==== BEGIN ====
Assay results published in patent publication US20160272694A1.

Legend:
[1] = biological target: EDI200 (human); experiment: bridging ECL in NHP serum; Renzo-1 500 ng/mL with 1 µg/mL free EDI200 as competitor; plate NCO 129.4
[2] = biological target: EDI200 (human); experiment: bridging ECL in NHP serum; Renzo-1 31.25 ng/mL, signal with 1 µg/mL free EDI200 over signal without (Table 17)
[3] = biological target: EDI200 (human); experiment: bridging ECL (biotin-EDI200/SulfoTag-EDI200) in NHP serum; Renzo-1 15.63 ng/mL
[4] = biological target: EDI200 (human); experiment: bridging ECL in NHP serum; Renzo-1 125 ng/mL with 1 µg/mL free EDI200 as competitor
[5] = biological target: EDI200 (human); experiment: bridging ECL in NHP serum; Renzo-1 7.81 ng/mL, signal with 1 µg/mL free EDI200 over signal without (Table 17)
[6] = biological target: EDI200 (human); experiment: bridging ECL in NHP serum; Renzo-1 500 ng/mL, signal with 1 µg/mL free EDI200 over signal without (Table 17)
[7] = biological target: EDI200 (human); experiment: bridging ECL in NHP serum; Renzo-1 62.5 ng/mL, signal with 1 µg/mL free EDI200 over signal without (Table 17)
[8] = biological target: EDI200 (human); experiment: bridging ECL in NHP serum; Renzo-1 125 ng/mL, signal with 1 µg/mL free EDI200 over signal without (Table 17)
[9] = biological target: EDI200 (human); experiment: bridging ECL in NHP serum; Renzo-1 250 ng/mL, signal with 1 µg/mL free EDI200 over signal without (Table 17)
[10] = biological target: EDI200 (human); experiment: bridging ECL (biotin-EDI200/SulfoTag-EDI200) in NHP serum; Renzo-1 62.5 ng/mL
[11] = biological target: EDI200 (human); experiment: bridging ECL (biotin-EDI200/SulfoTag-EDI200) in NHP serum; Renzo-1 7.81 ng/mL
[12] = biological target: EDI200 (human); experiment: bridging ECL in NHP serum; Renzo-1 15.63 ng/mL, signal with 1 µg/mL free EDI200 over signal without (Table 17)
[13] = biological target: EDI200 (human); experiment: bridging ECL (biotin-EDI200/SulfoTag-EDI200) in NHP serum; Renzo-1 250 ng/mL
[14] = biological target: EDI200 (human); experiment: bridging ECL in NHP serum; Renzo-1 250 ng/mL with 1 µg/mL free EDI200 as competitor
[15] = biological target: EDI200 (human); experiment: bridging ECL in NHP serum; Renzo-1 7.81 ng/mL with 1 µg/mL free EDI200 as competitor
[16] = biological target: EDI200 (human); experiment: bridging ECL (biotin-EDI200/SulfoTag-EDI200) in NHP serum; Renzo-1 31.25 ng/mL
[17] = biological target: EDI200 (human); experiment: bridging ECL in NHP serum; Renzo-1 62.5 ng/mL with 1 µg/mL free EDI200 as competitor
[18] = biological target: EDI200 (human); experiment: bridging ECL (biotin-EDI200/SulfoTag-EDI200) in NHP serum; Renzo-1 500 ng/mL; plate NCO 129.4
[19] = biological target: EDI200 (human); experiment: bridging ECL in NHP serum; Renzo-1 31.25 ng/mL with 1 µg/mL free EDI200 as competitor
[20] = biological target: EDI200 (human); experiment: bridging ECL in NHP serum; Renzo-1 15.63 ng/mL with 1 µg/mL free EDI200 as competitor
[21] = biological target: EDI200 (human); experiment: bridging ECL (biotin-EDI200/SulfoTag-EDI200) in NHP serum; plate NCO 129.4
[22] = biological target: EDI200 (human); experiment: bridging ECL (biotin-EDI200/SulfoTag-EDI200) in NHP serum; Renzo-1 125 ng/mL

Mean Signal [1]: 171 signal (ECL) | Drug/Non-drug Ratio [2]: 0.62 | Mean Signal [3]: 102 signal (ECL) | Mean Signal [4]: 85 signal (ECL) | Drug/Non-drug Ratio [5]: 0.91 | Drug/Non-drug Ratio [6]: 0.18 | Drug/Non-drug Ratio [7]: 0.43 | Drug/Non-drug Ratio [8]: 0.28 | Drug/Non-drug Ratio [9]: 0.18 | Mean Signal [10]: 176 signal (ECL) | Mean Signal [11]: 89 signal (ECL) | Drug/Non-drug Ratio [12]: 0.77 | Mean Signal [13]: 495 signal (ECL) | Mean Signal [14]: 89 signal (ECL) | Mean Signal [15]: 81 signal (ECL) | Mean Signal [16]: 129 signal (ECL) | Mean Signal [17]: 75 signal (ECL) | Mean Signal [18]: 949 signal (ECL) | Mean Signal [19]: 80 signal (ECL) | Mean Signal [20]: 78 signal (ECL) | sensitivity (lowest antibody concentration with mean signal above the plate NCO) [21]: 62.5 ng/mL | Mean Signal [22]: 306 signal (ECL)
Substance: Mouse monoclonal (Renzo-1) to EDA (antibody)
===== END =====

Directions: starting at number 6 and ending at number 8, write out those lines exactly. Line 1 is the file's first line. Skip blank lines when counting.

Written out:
[4] = biological target: EDI200 (human); experiment: bridging ECL in NHP serum; Renzo-1 125 ng/mL with 1 µg/mL free EDI200 as competitor
[5] = biological target: EDI200 (human); experiment: bridging ECL in NHP serum; Renzo-1 7.81 ng/mL, signal with 1 µg/mL free EDI200 over signal without (Table 17)
[6] = biological target: EDI200 (human); experiment: bridging ECL in NHP serum; Renzo-1 500 ng/mL, signal with 1 µg/mL free EDI200 over signal without (Table 17)